ST. PETERSBURG -- Although veteran starter Jacob Arrieta made just his second start for the Phillies in a 9-4 win Saturday, his impact is already being felt by a young rotation through the first two weeks of the season."He's been a focal point in the clubhouse and it's been pretty awesome
ST. PETERSBURG -- Although veteran starter Jacob Arrieta made just his second start for the Phillies in a 9-4 win Saturday, his impact is already being felt by a young rotation through the first two weeks of the season.
"He's been a focal point in the clubhouse and it's been pretty awesome to watch that unfold," Phillies manager Gabe Kapler said.
Arrieta tossed 6 2/3 solid innings, allowing two earned runs while scattering seven hits to pick up his first win as a Phillie. He also walked two and struck out one.
"I felt pretty good," Arrieta said. "My timing is getting locked in. I was really good in establishing the strike zone."
The Phillies' starting pitching has been lights out through its last two trips through the rotation. Kapler feels that is due -- at least in part -- to the leadership of Arrieta, especially when it comes to Nick Pivetta and Vince Velasquez.
"I don't think it's a coincidence with how much preparation has gone into the success of Vinny and Nick, and I think a lot of that has to do with Jake's influence," Kapler said. "I don't think it's directly attributable, and I don't think it's the only thing, but it's difficult to ignore."
When the exaggerated defensive shifts work, Kapler can look like a genius. In Friday's game against Tampa Bay, Adeiny Hechavarria lined a sharply hit ball to the right-center gap. On any other day it would have been guaranteed extra bases. Instead, it was an easy play for Odubel Herrera, who was shaded about 20 yards away from his usual spot in center.
Earlier in the season, Kapler took some flak for playing right fielder Nick Williams too shallow in a game against New York, resulting in a ball being hit well over his head.
"Incredible positioning, when we say, 'Wow, that was really awesome positioning,' is a direct result of if that ball gets hit to that person in that spot," Kapler said. "So had that line drive been hit right at Nick, we would have said, 'That was some awesome positioning' and that's natural. Totally natural. That's baseball."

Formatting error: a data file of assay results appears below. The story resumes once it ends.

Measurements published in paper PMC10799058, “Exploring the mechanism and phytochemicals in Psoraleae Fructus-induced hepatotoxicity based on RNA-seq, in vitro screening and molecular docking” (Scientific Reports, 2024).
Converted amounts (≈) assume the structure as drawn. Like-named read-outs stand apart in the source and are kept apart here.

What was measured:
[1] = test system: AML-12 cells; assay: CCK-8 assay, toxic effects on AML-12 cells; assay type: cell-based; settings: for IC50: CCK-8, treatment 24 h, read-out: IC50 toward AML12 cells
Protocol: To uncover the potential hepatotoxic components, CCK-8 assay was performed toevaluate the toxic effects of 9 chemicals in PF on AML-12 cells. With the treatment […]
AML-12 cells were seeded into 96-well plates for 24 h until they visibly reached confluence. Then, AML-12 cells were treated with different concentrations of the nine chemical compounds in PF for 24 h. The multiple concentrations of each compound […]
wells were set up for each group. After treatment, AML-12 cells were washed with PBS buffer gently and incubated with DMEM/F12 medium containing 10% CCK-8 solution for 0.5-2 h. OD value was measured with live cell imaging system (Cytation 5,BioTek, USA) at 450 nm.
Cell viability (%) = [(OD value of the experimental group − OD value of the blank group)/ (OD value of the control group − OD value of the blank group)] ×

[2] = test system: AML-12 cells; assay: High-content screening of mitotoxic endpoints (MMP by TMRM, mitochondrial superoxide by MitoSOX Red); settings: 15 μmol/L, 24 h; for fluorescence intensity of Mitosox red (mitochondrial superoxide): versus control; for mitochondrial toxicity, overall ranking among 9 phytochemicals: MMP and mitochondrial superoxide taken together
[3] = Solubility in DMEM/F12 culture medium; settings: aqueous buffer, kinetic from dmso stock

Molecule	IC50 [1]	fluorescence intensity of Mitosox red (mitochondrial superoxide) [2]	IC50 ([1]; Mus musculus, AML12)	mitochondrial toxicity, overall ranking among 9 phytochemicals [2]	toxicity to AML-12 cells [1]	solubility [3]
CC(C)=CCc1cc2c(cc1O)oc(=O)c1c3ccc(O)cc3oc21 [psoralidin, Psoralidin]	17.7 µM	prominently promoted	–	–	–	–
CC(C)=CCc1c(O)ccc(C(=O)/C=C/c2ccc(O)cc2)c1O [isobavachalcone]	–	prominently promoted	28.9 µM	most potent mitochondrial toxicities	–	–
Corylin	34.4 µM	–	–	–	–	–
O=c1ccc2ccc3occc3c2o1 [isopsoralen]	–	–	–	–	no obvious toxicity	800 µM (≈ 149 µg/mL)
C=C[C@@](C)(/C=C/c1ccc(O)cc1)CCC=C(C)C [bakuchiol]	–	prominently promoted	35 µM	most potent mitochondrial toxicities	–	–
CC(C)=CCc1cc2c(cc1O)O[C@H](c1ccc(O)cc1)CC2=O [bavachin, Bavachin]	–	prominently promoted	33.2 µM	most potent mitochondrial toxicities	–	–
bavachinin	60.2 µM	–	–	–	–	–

Kapler credited coaches Sam Fuld and Chris Young for being the ones that make him look smart when it comes to outfield positioning, both in pregame preparation and in-game adjustments.
"We are constantly communicating on the bench, asking, '[Is] that the right depth? Can he be a step in?'" Kapler said. "I think last night we looked out and saw how our outfielders are really deep in that very moment and sure enough, boom, we had some perfectly positioned outfielders."
We like Eick
Starter Jerad Eickhoff threw 15 pitches in a bullpen session before Saturday's game and reported no issues. The righty has been sidelined since Spring Training with a strained right lateral muscle.
"It feels really good. It feels like it's really jumping," Eickhoff said.
Eickhoff said that he expects to throw another week to 10 days of bullpen sessions before returning to the team's Spring Training complex in Clearwater, Fla., to throw live batting practice and simulated games. Eickhoff said he was optimistically shooting for a return to the mound in early May.
"I know that's me being interested in being back, but I know it might take little longer," he said.
Hunter nearing return
Veteran reliever Tommy Hunter threw to hitters on Saturday morning at the team's Spring Training complex. Hunter, who was signed as a free agent this offseason, is currently on the 10-day disabled list, retroactive to March 26, with a Grade 1 right hamstring strain.
"Tommy was awesome. The cutter was incredible and he came to the ballpark with a big smile on his face," Kapler said. "He feels healthy and ready to go."
Although there were no setbacks, Kapler said the team was still considering the next step for Hunter, who will likely need another outing before being activated.
** J. Scott Butherus ** is a contributor to MLB.com based in St. Petersburg.